Humanity has long recognized the complexity of recognizing when real death occurs. To the casual observer, it’s possible for a person to appear dead but actually be alive. That awareness is reflected in prophecy and miracles in the Bible. For example, Jesus deliberately delayed resurrecting Lazarus until the fourth day after his death (John 11:17). This delay precluded any possible claim that it was a trick or that Lazarus was merely in a coma or sleeping. In fact, by the time Jesus arrived, Lazarus’s family was concerned about the stink of decomposition (John 11:39).
Likewise, Jesus prophesied that He would be in His grave for “three days and three nights,” since that was the customary waiting period after which death was considered official (Matthew 12:40). Not that this was absolutely necessary—Jesus was killed by professional executioners (John 19:13–18), stabbed through the heart (John 19:33–34), and buried in a guarded tomb (Matthew 27:62–66). The three-day time period, in Jesus’ case, was more for prophetic reasons than “proof” reasons.
In the cases of Jesus and Lazarus and most people in history, defining the exact moment of death is unnecessary—they were unmistakably dead. Debates over when exactly death occurs involve a very thin “gray” area and don’t apply to most of human experience. Most controversial are instances when a person’s body exhibits biological signs of life but there is doubt about brain function. Comas, vegetative states, and “brain death” encroach into this territory.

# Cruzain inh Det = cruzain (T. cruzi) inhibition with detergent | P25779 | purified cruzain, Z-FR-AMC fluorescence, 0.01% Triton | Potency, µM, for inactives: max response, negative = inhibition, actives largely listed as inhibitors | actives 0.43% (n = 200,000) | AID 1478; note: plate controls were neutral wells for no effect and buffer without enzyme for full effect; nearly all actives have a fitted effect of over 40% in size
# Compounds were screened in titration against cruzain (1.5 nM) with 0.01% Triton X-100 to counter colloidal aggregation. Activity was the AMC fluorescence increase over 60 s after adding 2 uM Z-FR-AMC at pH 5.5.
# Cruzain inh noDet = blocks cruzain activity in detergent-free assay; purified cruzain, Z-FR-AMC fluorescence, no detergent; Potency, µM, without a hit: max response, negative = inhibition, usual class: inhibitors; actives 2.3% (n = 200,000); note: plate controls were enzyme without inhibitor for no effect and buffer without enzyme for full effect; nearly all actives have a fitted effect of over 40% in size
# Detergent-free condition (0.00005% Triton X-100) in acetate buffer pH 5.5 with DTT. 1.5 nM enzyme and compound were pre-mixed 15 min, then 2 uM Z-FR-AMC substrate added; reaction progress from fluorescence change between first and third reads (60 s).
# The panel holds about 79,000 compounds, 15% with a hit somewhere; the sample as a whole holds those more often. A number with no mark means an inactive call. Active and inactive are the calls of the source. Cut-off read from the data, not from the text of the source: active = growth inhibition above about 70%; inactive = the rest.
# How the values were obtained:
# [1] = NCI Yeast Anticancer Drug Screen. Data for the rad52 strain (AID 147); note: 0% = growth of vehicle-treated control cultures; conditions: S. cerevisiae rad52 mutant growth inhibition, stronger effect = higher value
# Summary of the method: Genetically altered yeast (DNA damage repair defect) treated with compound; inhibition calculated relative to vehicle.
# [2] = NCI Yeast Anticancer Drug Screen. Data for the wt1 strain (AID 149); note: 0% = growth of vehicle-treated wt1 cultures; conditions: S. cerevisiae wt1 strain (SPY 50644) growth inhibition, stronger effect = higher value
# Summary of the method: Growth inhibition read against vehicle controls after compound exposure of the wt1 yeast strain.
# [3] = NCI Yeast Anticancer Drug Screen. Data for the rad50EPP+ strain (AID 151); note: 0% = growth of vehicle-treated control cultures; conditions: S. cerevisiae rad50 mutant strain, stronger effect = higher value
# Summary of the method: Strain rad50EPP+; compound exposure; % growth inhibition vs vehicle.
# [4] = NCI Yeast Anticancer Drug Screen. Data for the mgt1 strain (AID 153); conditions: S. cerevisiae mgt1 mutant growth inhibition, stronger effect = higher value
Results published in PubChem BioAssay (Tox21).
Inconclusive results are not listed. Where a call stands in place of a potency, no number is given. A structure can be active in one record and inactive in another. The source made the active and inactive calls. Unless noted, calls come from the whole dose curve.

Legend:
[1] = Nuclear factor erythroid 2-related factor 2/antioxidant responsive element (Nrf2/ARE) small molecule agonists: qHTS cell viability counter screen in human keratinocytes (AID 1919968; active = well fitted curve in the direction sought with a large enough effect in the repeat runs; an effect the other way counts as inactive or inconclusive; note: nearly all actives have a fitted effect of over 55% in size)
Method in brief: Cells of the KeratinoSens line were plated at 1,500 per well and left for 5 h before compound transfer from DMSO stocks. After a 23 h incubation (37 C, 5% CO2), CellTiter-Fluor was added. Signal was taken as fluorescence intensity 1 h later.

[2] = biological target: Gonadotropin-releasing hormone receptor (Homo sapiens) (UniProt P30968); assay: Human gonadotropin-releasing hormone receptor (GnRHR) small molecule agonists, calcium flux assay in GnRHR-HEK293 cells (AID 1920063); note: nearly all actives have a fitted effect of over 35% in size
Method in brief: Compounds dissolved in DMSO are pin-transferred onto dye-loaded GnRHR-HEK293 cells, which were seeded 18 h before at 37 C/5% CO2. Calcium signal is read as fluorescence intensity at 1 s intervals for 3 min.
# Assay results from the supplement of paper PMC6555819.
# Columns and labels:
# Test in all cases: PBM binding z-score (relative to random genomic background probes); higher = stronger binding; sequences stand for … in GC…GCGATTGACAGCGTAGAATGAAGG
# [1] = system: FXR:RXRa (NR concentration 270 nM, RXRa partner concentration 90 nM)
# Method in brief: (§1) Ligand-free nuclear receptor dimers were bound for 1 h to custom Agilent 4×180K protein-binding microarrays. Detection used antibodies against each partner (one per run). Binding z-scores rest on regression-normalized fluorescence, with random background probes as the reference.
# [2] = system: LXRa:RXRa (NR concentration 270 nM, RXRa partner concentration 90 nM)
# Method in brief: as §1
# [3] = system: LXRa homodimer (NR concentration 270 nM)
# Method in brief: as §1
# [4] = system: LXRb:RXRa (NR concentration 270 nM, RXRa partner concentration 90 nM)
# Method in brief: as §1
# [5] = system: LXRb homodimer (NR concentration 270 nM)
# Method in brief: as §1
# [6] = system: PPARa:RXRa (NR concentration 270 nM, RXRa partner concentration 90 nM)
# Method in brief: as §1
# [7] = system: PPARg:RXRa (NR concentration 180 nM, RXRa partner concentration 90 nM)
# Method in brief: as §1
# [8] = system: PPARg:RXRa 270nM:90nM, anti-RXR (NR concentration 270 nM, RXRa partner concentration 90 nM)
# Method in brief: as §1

For the most part, those in comas and vegetative states are still considered “alive,” albeit with limited awareness. Allowing such a person to die by removing life support or withholding care would presumably cause the separation of the soul and spirit from the body; that is, it would cause “true” death. A body exhibiting brain death, on the other hand, would appear to be one that the soul and spirit have already left behind. Removing mechanical support from a body diagnosed with brain death would not appear to cause death, in the biblical sense, since that line has already been crossed.
For this reason, most Christians are opposed to ending the life of a person in a coma or vegetative state. In cases of brain death, or when life is only possible with extreme measures, Christians are often split on the morality of allowing a person to die naturally. Living wills were created specifically to address these concerns. Obviously, this is a topic open to considerable differences of opinion. When discussing or deciding such a topic, Christians should prioritize the sanctity of life while being graceful with and forgiving of others.
On the last day of creation, God said, “Let us make man in our image, in our likeness” (Genesis 1:26). Thus, He finished His work with a “personal touch.” God formed Adam from the dust and gave him life by sharing His own breath (Genesis 2:7). Accordingly, humanity is unique among all God’s creations, having both a material body and an immaterial soul/spirit.